From The Numbers Guy at wsj.com:
The latest information about information overload is a lot to handle.
Wielding numbers that stretched to 20 or more digits, researchers recently reported on the world's massive ability to store, communicate and compute information. All three have grown at annual rates of at least 23% since 1986, according to a study published this month in Science.
For data engineers, this might seem like cause for celebrating humanity's expanding universe of information. For the rest of us, it is another reminder that information is piling up at overwhelming rates.
But the digital avalanche isn't as massive as those numbers suggest. Much of the growth reflects the surge in high-resolution video and photos. In addition, while there is much more information available, each piece is being consumed, on average, by far fewer people than in the past.
Also, heavy Internet users—think downloaders of music and movies, or digital-photo fiends—are skewing the numbers. The average person doesn't have a high-speed line, let alone the ability to read six newspapers per day.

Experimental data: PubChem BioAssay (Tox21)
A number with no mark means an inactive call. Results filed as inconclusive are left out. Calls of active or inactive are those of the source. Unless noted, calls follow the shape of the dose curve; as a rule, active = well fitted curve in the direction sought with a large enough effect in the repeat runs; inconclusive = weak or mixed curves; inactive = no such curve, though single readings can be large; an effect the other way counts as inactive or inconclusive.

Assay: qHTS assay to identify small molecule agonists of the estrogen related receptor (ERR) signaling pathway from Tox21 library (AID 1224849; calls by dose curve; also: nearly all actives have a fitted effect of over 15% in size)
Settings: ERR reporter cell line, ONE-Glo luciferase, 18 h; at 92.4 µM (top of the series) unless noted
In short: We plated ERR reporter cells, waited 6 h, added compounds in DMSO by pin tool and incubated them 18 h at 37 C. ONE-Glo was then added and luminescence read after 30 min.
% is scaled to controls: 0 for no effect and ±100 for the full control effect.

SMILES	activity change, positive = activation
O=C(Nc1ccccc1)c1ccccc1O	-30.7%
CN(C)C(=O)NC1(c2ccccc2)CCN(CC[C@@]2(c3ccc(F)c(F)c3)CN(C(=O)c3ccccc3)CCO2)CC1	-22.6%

Not all forms of information grew at the same pace, the Science study reveals. The amount of data stored in books roughly doubled between 1986 and 2007, a period during which the world population increased by about a third. The increase in newsprint was a relatively manageable 91%, while available storage—a barometer researchers used to estimate the quantity of information—in audio cassettes, vinyl records and photo negatives all declined. And nearly half the overall growth came from rapid improvements in hard-drive technology, making it possible to store high-resolution videos, photos and videogames as well as digital music.
Studies looking at the information glut do generally agree that there has been an enormous upsurge in information.
The Science study—which involved compiling disparate studies of the number of various devices and their capacity—found that in 2007, humanity was able to store 295 exabytes of information. That's 295 billion gigabytes, or about 500 million times the capacity of a typical desktop computer.
Read more here.